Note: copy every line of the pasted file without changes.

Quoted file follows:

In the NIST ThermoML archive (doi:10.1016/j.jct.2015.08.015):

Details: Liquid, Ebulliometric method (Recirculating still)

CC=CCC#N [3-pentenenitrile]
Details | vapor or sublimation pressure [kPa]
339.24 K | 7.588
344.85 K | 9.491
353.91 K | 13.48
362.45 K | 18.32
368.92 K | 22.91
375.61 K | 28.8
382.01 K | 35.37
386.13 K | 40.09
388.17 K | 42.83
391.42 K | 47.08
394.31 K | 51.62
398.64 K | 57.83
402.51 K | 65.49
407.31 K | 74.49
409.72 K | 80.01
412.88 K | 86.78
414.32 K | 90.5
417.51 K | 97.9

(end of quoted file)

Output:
In the NIST ThermoML archive (doi:10.1016/j.jct.2015.08.015):

Details: Liquid, Ebulliometric method (Recirculating still)

CC=CCC#N [3-pentenenitrile]
Details | vapor or sublimation pressure [kPa]
339.24 K | 7.588
344.85 K | 9.491
353.91 K | 13.48
362.45 K | 18.32
368.92 K | 22.91
375.61 K | 28.8
382.01 K | 35.37
386.13 K | 40.09
388.17 K | 42.83
391.42 K | 47.08
394.31 K | 51.62
398.64 K | 57.83
402.51 K | 65.49
407.31 K | 74.49
409.72 K | 80.01
412.88 K | 86.78
414.32 K | 90.5
417.51 K | 97.9